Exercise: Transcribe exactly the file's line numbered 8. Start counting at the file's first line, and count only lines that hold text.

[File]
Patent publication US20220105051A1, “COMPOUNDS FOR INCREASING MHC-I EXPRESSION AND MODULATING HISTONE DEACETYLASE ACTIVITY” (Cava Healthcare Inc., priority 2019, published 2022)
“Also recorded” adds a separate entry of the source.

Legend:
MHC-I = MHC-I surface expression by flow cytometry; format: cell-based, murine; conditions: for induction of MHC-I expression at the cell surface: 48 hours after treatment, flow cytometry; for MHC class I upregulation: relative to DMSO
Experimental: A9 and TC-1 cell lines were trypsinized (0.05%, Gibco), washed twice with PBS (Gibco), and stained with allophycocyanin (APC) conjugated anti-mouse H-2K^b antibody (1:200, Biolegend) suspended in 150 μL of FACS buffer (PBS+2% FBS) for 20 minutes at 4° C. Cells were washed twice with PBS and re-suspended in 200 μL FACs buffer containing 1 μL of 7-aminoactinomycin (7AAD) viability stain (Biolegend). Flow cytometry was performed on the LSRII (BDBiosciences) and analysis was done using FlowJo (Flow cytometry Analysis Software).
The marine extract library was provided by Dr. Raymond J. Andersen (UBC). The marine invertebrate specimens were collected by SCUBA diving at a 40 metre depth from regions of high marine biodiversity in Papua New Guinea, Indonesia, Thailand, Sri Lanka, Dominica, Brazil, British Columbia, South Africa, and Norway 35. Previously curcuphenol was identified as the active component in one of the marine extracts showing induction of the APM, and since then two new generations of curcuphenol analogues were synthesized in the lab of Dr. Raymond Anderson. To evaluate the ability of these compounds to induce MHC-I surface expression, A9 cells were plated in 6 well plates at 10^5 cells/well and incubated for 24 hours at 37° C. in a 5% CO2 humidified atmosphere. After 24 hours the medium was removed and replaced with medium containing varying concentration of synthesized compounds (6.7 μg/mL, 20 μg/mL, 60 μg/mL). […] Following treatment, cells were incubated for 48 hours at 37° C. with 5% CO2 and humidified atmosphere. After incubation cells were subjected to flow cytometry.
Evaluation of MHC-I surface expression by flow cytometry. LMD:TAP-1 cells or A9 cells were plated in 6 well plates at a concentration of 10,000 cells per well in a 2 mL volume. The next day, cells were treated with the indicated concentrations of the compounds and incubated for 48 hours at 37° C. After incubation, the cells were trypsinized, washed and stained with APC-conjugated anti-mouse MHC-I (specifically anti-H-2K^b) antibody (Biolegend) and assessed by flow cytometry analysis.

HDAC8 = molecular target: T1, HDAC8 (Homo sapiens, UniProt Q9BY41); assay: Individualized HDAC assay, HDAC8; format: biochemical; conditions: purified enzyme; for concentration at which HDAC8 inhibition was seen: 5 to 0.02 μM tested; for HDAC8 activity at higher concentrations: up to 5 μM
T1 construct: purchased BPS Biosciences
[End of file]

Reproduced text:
HDAC8 = molecular target: T1, HDAC8 (Homo sapiens, UniProt Q9BY41); assay: Individualized HDAC assay, HDAC8; format: biochemical; conditions: purified enzyme; for concentration at which HDAC8 inhibition was seen: 5 to 0.02 μM tested; for HDAC8 activity at higher concentrations: up to 5 μM